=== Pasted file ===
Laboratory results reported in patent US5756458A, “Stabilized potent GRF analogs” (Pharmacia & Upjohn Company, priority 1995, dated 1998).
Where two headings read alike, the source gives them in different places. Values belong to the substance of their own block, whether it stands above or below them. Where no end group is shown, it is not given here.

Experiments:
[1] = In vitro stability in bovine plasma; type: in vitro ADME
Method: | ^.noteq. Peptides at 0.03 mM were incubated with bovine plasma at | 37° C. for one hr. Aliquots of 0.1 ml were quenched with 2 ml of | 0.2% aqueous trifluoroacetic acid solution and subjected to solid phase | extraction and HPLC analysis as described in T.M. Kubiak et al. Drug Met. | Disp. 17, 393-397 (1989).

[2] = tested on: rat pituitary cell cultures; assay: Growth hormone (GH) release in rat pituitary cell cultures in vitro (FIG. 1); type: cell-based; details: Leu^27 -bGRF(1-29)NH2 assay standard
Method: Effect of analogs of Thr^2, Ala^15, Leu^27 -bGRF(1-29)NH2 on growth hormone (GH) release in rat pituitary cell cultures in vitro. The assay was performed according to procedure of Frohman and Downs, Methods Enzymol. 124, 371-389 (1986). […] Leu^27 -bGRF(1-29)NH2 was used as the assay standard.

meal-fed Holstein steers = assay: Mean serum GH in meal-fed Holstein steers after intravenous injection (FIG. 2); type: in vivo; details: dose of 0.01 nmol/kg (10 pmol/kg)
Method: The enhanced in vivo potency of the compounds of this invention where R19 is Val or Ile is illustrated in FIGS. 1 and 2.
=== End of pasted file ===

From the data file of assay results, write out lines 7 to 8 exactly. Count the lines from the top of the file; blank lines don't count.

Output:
Method: Effect of analogs of Thr^2, Ala^15, Leu^27 -bGRF(1-29)NH2 on growth hormone (GH) release in rat pituitary cell cultures in vitro. The assay was performed according to procedure of Frohman and Downs, Methods Enzymol. 124, 371-389 (1986). […] Leu^27 -bGRF(1-29)NH2 was used as the assay standard.

meal-fed Holstein steers = assay: Mean serum GH in meal-fed Holstein steers after intravenous injection (FIG. 2); type: in vivo; details: dose of 0.01 nmol/kg (10 pmol/kg)